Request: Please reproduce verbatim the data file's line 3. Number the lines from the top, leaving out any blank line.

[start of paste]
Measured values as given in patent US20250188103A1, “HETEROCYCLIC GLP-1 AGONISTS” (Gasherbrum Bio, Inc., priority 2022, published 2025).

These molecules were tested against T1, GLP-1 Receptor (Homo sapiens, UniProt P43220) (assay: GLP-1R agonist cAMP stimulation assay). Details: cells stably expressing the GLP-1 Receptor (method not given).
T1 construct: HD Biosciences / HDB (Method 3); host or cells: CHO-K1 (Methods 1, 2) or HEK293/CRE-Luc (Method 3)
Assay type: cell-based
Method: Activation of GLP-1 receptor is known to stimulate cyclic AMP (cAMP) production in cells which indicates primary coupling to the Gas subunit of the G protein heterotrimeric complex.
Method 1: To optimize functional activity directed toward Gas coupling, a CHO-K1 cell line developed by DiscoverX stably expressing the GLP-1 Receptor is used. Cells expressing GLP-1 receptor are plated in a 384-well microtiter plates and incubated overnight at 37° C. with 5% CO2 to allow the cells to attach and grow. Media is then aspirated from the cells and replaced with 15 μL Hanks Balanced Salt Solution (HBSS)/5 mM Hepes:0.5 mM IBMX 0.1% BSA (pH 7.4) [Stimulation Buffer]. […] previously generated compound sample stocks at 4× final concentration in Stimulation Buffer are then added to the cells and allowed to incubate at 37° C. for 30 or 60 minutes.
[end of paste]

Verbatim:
T1 construct: HD Biosciences / HDB (Method 3); host or cells: CHO-K1 (Methods 1, 2) or HEK293/CRE-Luc (Method 3)